This blog series on Reflections is intended to encourage Christians to read more vigorously by providing a beginner’s guide to some of the Christian classics in such fields as theology, philosophy, and apologetics. Hopefully a very brief introduction to these important Christian texts will motivate today’s believers, as St. Augustine was called to in his dramatic conversion to Christianity, to “take up and read” (Latin: Tolle lege) these classic books.


This week’s book On the Incarnation by St. Athanasius is considered one of the most important theological works in the early Christian church. Athanasius’s book masterfully tackles a critical doctrinal topic, and as a result it helped shape Christian orthodoxy.

Why Is This Author Notable?

Athanasius (c. 296–373) is one of the most respected persons in church history. His articulation and defense of essential Christian doctrine (primarily Christology) earned him the title “Father of Orthodoxy.” All three branches of Christendom—Orthodox, Catholic, and Protestant—admire him. With his rare combination of a tenacious character and depth of theological insight, St. Athanasius championed Christian doctrine at a time when the faith was extremely vulnerable to heretical attack. For more about him and his accomplishments, see my article, “Christian Thinkers 101: A Crash Course on St Athanasius.”

What Is This Book About?

As the title indicates, Athanasius’s book provides an explanation and defense of the historic Christian doctrine of the incarnation in the context of heretical attacks against it. Athanasius affirms that the essence of Christianity is found in the historic truth-claim of Jesus Christ being God in human flesh (a single person with both a divine and a human nature). However, during Athanasius’s lifetime, the incarnation would be directly challenged by the influential Arian heresy. Arius of Alexandria (c. 256–336) taught that Christ (the Son) was not truly equal to the Father in nature but was rather a created being.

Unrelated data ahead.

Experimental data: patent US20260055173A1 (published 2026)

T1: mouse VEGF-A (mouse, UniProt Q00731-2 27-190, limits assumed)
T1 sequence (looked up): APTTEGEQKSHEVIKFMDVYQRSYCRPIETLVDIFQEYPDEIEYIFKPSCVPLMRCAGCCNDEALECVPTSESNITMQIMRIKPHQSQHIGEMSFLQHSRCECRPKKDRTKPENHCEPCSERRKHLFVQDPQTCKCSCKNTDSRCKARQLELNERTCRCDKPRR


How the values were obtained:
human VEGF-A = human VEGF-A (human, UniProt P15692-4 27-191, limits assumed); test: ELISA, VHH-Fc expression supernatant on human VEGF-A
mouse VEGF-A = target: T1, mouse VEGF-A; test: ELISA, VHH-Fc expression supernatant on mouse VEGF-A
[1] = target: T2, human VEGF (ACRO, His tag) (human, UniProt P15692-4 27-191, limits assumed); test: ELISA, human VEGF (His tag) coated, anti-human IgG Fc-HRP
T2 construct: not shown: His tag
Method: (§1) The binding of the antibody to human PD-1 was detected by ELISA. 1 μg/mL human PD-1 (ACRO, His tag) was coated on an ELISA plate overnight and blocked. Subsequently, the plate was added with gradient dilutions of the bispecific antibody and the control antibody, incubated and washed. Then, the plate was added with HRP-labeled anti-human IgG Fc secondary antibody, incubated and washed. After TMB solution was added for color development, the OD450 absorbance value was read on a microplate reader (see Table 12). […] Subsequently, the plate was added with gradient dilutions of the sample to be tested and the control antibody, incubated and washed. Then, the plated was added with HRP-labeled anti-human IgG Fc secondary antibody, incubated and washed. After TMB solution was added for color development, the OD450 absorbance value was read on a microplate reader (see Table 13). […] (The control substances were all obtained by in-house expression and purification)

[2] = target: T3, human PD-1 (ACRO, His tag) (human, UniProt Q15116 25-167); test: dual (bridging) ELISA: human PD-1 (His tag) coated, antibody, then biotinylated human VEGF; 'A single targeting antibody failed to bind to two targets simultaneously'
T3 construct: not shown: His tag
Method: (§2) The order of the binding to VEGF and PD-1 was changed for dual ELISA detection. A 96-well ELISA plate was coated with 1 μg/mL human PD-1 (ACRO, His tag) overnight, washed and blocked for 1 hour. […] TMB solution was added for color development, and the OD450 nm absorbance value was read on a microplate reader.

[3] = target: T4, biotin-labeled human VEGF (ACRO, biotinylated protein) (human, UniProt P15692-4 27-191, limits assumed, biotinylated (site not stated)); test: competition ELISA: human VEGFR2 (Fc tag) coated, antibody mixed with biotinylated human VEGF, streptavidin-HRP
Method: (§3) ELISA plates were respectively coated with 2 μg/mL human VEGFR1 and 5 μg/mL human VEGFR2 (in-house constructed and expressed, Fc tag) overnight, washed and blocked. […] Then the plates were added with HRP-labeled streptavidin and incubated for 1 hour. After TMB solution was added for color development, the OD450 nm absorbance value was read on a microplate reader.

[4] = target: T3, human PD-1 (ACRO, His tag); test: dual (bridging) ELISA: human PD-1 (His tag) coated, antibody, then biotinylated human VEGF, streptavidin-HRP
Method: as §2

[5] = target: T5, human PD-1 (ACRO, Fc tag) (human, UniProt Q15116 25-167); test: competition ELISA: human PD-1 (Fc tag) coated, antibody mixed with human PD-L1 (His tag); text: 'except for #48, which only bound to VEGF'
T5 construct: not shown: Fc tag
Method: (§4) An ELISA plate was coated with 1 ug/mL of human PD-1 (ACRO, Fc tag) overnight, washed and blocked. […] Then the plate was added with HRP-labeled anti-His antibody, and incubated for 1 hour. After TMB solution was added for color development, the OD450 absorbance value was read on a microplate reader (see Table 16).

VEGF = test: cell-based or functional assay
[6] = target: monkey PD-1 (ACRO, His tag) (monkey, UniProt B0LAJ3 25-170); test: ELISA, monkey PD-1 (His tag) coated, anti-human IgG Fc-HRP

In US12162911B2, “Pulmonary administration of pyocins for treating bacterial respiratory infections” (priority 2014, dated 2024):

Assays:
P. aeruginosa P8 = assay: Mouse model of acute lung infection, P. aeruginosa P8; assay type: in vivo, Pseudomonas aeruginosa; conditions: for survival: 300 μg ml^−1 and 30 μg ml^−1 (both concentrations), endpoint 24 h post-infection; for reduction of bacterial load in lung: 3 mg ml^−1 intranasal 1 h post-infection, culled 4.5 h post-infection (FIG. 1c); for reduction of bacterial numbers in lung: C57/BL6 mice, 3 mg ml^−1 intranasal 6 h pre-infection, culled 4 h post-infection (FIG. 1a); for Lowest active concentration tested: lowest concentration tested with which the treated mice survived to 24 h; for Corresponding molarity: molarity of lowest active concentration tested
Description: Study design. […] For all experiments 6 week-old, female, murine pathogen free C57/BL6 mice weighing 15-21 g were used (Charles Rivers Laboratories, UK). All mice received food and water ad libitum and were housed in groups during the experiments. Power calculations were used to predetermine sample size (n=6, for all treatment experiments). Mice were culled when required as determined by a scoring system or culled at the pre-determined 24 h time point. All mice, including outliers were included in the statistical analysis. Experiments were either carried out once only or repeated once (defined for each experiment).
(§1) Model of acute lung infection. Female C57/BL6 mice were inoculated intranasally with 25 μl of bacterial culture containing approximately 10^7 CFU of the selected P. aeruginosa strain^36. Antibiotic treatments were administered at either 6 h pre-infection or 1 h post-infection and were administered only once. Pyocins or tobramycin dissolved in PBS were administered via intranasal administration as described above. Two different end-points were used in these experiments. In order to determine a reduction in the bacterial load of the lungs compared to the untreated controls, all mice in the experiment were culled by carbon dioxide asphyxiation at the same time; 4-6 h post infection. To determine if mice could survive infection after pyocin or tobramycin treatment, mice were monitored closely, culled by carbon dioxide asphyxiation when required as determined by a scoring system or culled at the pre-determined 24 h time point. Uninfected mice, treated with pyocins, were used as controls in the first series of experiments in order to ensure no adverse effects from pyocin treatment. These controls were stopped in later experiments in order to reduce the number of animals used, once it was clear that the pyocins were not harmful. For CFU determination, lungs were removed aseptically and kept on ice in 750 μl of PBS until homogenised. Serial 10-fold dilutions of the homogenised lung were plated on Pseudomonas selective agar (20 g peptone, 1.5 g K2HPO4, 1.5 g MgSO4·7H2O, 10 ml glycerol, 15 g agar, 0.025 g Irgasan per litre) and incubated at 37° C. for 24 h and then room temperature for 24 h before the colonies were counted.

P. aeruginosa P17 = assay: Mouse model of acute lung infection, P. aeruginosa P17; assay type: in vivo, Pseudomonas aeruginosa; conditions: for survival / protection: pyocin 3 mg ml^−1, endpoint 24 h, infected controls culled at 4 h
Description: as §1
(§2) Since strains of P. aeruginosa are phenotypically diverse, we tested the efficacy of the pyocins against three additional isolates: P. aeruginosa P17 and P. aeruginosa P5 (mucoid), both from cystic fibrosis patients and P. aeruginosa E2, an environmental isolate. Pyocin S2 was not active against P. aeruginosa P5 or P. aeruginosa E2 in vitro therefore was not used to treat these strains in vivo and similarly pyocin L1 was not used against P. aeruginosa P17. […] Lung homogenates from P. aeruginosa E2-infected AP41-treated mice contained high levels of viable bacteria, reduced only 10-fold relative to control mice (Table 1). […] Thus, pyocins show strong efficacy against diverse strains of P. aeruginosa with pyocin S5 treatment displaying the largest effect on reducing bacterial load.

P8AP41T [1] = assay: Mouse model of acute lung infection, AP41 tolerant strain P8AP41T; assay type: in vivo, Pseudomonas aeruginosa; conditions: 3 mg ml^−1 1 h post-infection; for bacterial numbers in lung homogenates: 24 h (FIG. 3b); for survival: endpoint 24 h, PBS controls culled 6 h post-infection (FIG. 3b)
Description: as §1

In On the Incarnation, Athanasius argues for the truth of the incarnation and indirectly argues against the Arian heresy by insisting that only the God-man (God in human flesh) can save human beings. Thus in the atonement, the unique God-man represents and reconciles both parties. So for Athanasius, the truth of the atonement depends upon the prior truth of the incarnation.

Divided into 9 chapters, On the Incarnation explains and justifies the incarnation. Moreover, the book addresses humankind’s creation and fall and shows how the incarnation of Jesus Christ distinctly solves man’s predicament. Athanasius also addresses non-Christian challenges to the incarnation that come from both Jewish and Gentile sources.

The following quote is attributed to Athanasius as he reflected upon the truth of the incarnation in light of the Arian heresy:

“Jesus, whom I know as my Redeemer, cannot be less than God.”1

Why Is This Book Worth Reading?

On the Incarnation is a doctrinal and theological classic. Its central theme that only Jesus Christ the God-man can save lost sinners defines historic Christianity. In reading Athanasius’s work you discover how this great fourth-century Christian theologian and apologist understands and justifies the faith.

In his introduction to Athanasius’s book, C. S. Lewis writes: “When I first opened his De Incarnatione I soon discovered by a very simple test that I was reading a masterpiece. . . . Only a master mind could, in the fourth century, have written so deeply on such a subject with such classical simplicity.”2

His ability to write about Christianity’s most profound truth with great clarity makes Athanasius’s book one of my doctrinal favorites.



  1. B. K. Kuiper, The Church in History, rev. ed. (Grand Rapids: Eerdmans, 1988), 31.
  2. St. Athanasius, On the Incarnation: The Treatise de Incarnatione Verbi Dei, rev. ed. (Crestwood, NY: St. Vladimir’s Orthodox Theological Seminary, 1982), 9.

Subjects: Book Reviews, Books, Christian Literature, Reading

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About The Author